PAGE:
Considering My Own Racism: My community’s history regarding slavery

I grew up steeped in history.

My home church, Jerusalem Lutheran, was completed in 1769. Yes, 250 years ago. It still has an active congregation.

The church has a balcony, which the adults of my childhood described as “the slave gallery.”

View from the Jerusalem Lutheran Church balcony, which was the slave gallery

That just seemed normal to me. That there were slaves – and that they sat separately from the congregation. I didn’t ponder them in their role in the community around the church, a former town known as New Ebenezer.

I never wondered who these enslaved people were and what their lives were like. They were just a part of the church and community history, like the fingerprints in the church bricks. I saw these fingerprints often but never thought about the daily lives of these ancestors and the decisions they made.

Fingerprints left by an Ebenezer brick maker

It hasn’t been until I’m an older adult that I started thinking about the slavery issue in my home community.

The first settlers of Ebenezer came from German and Austrian areas in 1734 and the following years to escape religious persecution. The settlers from my father’s male ancestral line came in 1749.

This video presents some of the history of the Salzburger community. It looks to be from the 1980s or 1990s and really captures what my childhood experience was in this community. I recognize people who were a part of my church life growing up, and it includes Amy LeBey, who was one of the main historians and storytellers of our Salzburger history.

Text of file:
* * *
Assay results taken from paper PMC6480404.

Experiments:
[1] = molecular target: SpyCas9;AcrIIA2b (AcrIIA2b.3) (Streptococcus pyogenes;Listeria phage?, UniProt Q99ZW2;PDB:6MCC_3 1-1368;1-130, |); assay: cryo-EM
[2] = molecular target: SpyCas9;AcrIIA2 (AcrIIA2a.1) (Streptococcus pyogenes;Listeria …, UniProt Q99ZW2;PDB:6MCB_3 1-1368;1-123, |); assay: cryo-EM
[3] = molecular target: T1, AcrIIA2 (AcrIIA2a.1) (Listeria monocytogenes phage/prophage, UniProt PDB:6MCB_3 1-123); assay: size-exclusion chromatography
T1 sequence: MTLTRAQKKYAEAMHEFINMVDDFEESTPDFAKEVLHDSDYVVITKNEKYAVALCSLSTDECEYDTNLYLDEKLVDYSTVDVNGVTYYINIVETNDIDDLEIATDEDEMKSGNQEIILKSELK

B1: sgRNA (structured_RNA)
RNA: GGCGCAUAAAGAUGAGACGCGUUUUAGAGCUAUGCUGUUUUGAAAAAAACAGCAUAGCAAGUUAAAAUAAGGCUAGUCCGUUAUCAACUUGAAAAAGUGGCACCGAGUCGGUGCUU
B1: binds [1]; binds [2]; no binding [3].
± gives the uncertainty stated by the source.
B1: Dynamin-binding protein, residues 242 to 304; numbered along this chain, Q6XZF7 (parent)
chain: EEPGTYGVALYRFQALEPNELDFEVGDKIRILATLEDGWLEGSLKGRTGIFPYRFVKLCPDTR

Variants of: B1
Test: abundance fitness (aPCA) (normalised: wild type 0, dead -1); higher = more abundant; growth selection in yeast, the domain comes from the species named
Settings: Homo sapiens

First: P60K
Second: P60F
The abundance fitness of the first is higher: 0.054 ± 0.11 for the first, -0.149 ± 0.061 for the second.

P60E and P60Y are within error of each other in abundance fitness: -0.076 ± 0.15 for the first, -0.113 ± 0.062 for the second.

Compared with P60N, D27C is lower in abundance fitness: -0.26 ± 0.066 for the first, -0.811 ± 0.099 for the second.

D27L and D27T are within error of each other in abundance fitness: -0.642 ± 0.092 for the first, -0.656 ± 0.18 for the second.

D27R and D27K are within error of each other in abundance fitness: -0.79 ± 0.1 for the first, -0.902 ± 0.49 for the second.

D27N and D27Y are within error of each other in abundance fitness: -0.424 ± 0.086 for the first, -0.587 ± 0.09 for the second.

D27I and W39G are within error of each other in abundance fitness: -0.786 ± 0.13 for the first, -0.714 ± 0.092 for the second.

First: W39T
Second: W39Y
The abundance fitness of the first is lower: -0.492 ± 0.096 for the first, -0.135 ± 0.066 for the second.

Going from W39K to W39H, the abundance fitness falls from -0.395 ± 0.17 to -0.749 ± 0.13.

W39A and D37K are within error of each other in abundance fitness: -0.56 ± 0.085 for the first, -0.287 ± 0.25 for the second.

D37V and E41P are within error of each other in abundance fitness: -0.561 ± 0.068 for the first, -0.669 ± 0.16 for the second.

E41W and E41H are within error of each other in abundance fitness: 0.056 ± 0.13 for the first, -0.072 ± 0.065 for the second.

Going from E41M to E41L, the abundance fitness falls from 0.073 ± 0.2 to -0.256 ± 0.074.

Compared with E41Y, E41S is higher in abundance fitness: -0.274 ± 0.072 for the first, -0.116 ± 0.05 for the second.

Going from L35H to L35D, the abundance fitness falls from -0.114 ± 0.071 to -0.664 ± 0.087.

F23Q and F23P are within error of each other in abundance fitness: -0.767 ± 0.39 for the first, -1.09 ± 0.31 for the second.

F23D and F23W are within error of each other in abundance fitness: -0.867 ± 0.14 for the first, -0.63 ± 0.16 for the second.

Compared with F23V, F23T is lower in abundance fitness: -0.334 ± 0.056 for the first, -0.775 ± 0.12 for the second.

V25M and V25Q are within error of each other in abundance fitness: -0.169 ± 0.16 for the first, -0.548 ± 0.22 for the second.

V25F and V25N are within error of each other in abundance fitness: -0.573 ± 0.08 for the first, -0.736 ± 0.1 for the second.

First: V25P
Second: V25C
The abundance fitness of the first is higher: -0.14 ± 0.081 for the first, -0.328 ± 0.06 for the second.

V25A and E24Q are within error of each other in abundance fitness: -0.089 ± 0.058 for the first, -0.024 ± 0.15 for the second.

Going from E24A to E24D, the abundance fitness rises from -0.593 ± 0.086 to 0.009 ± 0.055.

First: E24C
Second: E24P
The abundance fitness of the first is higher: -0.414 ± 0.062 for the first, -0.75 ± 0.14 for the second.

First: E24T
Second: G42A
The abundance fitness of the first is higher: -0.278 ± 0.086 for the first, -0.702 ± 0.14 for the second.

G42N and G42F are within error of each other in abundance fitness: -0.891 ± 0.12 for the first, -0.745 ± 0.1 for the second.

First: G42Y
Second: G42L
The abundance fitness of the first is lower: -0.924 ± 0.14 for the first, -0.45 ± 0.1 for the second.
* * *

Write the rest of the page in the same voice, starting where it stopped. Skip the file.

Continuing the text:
Daddy talked about his (and my) ancestors a lot and shared many of the same stories mentioned in the video. So did many people in our community. It was a point of pride to be a Salzburger, someone with deep roots in the one of the original 13 colonies of the United States.

But I don’t ever remember either Daddy or any other community members spending much time pondering slavery and its effects on the community. You hear Miss Amy mention slaves in this video (mentioned above) but she’s talking about being a slave in terms of not owning your own property and working for someone else – in Europe.

She doesn’t note the irony of people who immigrated to Colonial Georgia to be free – but who still enslaved other people. That was not at topic anyone I knew considered at the time this video was made.

During my growing up years, I don’t remember anyone ever noting this irony when talking about our ancestors and the importance of freedom for them.

Apparently, they thought freedom was only for people with a European ancestry.

Near the end of Daddy’s life there was a movement to acknowledge the enslaved people buried in what I knew as “the slave cemetery.” I can’t find exactly which year that cemetery was acknowledged with this marker, but my guess is late 1990s or early 2000s.

The “slave cemetery” isn’t a cemetery at all. There are no marked graves. There is no border or fence. There are only woods with this marker at the edge by the fenced Jerusalem Lutheran Church Cemetery.

“Cemetery” for enslaved people

These two “cemeteries” are next to each other. Notice the big difference.

View of Jerusalem Lutheran Church Cemetery from the marker for the slave cemetery